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DTV Debacle Part 2

(Read Part 1 Here)

Through some hunting on the government website for the converter box coupon program, I determined that there were six different participating retailers within a 2.5 mile stretch of Robert Street in West Saint Paul. I had some time to kill in that area, and two $40 coupons that expired in a few days, so I decided to go to each of these stores and see what models they sold, what the prices were like, and whether they were available.

First stop was Plaza TV and Appliance at 946 Robert, the only place that wasn't part of a large chain. The guy at the main counter immediately asked how he could help me, and I told him my situation. He said they sold one model, a Zenith, it was $59.99, and they didn't have any in stock but I could preorder one with my coupon before it expired. I told him I was going to shop around some more.

Second was Radio Shack at 1200 Robert. It was much like the previous store. I talked to a guy at the main counter, and he said they sold only one model (The TCX-9900, in this case), it was $59.99 and they didn't have any in stock. I could order one with my coupon, and they would ship it to my home. He offered free shipping, only if I ordered it from the store, not if I ordered it online.

I went right across the street to Kmart, effectively if not officially on Robert Street (set back in a shopping center). The electronics department was empty of staff, so I wandered around and found their one converter box. It was a Magnavox and it was only $49.99. However the only one on the shelf was a non-working display model. I walked back past the electronics counter, which was now staffed. I talked to the woman there, and she confirmed that they had no converter boxes in stock. I asked if they let people pre-order them, and she said no.

(The upside was, Kmart had 70page spiral notebooks on sale for 9 cents. Since I'm always looking for something to write in when my laptop's not convenient, I bought three - 2 black, 1 purple.)

After Kmart was Walmart, at 1644 Robert. I couldn't find any sign of converter boxes in the electronics department, so I waited to talk to the guy at the counter. He said that they used to have a big fancy display up, with a clock counting down to the digital switchover, but they'd never actually gotten any of the converter boxes in stock, and they'd recently taken the display down.

A little further down the street, at 1750 Robert, was Target. They actually had a display about preparing for the digital conversion (no countdown clock, though). And, they had converter boxes in stock. Stacks and stacks of Sansonic FT-300As. They also had a spot on the shelf for a GE converter box, but none in stock. Both were that magic price of $59.99. I talked to an electronics guy, and he said they were a popular item. I mentioned to him how a lot of places didn't have converter boxes in stock, as that might partially explain it. Though it was amazing to see an actual purchasable converter box and look at its specs (though it didn't say a lot on the box) I had one more place to check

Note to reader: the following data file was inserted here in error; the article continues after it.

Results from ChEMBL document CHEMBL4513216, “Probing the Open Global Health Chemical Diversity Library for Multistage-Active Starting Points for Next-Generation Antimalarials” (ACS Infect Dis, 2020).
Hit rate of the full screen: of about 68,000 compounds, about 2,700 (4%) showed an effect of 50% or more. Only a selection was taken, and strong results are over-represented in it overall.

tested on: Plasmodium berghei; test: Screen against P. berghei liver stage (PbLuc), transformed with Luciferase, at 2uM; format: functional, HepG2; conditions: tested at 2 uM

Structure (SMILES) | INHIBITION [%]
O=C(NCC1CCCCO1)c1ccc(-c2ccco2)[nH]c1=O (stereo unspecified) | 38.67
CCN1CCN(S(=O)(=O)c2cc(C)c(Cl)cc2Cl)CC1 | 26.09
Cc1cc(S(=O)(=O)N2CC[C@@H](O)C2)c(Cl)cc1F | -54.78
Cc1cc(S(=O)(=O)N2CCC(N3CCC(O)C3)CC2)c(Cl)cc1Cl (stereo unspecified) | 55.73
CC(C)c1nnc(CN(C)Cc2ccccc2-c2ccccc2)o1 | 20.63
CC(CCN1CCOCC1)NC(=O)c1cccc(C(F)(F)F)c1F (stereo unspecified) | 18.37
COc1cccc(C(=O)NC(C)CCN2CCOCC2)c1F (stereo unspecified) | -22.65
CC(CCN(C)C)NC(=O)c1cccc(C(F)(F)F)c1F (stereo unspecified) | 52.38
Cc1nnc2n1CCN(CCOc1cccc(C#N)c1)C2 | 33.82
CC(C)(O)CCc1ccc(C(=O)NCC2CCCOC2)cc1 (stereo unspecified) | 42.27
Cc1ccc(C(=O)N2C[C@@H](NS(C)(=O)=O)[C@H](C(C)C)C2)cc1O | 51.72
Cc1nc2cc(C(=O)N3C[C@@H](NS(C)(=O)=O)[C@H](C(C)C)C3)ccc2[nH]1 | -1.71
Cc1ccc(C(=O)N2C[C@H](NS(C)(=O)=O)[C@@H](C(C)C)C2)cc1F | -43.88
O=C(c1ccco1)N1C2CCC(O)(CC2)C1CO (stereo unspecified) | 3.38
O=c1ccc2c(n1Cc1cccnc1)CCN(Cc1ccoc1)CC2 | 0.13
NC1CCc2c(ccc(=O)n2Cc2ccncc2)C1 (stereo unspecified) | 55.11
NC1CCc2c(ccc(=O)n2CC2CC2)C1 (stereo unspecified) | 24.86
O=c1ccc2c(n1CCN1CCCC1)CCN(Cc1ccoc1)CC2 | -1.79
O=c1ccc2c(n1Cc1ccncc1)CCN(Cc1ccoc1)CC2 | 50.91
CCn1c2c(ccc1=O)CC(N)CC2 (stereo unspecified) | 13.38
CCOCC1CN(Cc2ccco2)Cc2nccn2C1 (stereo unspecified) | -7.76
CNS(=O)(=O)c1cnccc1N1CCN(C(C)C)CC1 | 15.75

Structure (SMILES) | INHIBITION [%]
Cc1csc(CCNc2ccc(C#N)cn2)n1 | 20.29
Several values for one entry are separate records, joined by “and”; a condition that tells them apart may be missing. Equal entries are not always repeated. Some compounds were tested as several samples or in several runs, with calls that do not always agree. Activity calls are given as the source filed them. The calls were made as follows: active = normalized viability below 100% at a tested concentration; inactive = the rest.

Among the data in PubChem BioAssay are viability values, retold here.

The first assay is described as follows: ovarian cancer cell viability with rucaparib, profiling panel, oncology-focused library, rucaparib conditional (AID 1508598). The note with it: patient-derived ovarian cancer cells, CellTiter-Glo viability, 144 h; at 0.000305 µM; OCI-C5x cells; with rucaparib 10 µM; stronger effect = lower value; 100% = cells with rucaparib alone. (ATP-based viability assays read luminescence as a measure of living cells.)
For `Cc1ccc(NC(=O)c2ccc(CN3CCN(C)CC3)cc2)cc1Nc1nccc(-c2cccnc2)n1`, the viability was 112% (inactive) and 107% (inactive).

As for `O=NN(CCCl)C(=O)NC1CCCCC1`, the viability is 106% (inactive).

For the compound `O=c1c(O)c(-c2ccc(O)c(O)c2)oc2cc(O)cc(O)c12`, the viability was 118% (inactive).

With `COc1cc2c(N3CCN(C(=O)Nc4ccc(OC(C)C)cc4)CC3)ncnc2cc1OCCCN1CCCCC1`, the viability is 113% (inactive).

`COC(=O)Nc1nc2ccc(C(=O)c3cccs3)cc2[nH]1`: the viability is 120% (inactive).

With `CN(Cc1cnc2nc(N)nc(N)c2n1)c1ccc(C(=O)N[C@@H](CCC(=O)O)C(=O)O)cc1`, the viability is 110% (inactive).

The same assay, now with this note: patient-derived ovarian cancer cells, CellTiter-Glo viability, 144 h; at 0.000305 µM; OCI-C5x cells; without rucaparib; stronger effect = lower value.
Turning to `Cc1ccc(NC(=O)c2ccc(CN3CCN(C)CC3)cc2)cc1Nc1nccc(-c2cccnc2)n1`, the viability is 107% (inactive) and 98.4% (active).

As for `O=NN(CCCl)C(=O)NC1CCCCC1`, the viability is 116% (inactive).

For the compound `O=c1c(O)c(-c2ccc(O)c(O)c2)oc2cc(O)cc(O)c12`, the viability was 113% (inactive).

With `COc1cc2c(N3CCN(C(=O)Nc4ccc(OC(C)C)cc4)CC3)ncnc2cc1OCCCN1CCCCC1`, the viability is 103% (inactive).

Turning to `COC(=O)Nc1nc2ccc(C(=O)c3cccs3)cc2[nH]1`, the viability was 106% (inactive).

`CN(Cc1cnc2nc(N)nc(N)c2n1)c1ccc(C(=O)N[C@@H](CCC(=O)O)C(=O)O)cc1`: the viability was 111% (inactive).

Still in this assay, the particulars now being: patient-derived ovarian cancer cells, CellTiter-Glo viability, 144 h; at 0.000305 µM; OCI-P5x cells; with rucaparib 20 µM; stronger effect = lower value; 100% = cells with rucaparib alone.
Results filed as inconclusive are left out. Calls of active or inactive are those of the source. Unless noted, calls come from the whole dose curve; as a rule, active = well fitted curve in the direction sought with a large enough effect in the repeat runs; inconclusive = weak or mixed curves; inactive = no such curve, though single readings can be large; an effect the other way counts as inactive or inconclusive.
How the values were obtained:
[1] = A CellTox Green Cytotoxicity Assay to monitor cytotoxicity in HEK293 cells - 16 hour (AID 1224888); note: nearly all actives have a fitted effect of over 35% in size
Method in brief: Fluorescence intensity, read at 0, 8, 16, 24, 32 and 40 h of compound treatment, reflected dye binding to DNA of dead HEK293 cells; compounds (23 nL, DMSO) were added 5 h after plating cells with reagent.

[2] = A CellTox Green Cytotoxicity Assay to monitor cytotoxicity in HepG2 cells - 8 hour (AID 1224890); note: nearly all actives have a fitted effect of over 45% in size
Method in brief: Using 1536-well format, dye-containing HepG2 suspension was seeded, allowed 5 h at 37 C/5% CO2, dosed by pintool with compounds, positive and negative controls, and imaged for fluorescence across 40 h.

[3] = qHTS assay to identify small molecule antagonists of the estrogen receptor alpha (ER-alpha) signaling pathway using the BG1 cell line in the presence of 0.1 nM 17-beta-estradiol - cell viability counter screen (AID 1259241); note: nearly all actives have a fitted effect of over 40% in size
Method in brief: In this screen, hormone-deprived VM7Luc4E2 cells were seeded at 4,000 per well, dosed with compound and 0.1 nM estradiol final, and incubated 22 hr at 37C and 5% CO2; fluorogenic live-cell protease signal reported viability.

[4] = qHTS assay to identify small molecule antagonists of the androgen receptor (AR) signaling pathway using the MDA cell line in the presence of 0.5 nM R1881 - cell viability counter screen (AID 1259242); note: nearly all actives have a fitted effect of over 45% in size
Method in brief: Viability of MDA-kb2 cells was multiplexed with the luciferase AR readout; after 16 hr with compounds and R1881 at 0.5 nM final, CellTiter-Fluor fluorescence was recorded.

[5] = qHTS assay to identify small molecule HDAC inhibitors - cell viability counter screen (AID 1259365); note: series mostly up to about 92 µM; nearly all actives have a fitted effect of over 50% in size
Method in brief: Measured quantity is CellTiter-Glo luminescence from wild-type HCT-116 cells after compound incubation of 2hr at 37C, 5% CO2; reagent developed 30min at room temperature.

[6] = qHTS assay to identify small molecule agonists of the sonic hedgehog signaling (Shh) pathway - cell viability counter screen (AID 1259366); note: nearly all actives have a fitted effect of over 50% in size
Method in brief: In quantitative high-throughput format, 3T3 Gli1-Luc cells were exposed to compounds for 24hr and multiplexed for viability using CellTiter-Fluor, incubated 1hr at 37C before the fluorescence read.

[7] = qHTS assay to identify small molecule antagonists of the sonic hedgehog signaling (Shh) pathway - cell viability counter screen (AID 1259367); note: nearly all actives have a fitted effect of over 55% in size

Further down Robert Street, I turned left navigated by sight to the Best Buy at 1350 50th. Their converter boxes were also $59.99, and they had two models in stock. Though they had but one lone box of the Insignia NS-DXAI-APT, and big piles of the Apex DT250. One salesguy told me the main difference between the boxes was that the Apex had s-video out. Then another salesguy told me none of the converter boxes were very different from each other. I mentioned the reviews I'd been reading and the fact that some produced a better picture than others. He shrugged it off and asked if I'd seen much difference in price. I said, "not in any that were actually in stock".

I said I might come back the next day and he felt the need to inform me that he wasn't working for commission.

None of the models I encountered were ones I'd considered buying in my internet research. There had been four models that stood out in my review-reading as being good quality and decent price, and they were nowhere to be seen in the major real-world retailers, not even on back-order. Information on converter boxes is skimpy and poorly organized. I couldn't track down reviews of everything in one place.

My next step will be to look up information on the models I found in the stores, see if they're worth buying, and if so find out if they're cheaper in the store or on the internet (not forgetting shipping charges). And compare them with good models that are apparently only available on the internet. This process is documented in Part 3 Here.

Comments

( 3 comments — Leave a comment )
purplesquirrel
Jul. 26th, 2008 06:23 am (UTC)
Damn. All this hassle doesn't seem worthwhile. May as well just swear off TV altogether.
darkknight9
Jul. 26th, 2008 07:04 am (UTC)
(The upside was, Kmart had 70page spiral notebooks on sale for 9 cents. Since I'm always looking for something to write in when my laptop's not convenient, I bought three - 2 black, 1 purple.)

I'm glad I'm not the only addict of those old spiral notebooks! :D

As for the digital transition, I'll say it again: I've never been happier to be addicted to hockey on the TV. It makes us gets the cables preciousssss

lol!
soylentmean
Jul. 26th, 2008 05:01 pm (UTC)
The only good DTV tuner I know of (which we have, and is not dreadful) is the Samsung DTB-H260F... but it's spendy.

There's not much in the way of good stuff out there, and the cheap stuff has terrible tuning capabilities.
( 3 comments — Leave a comment )

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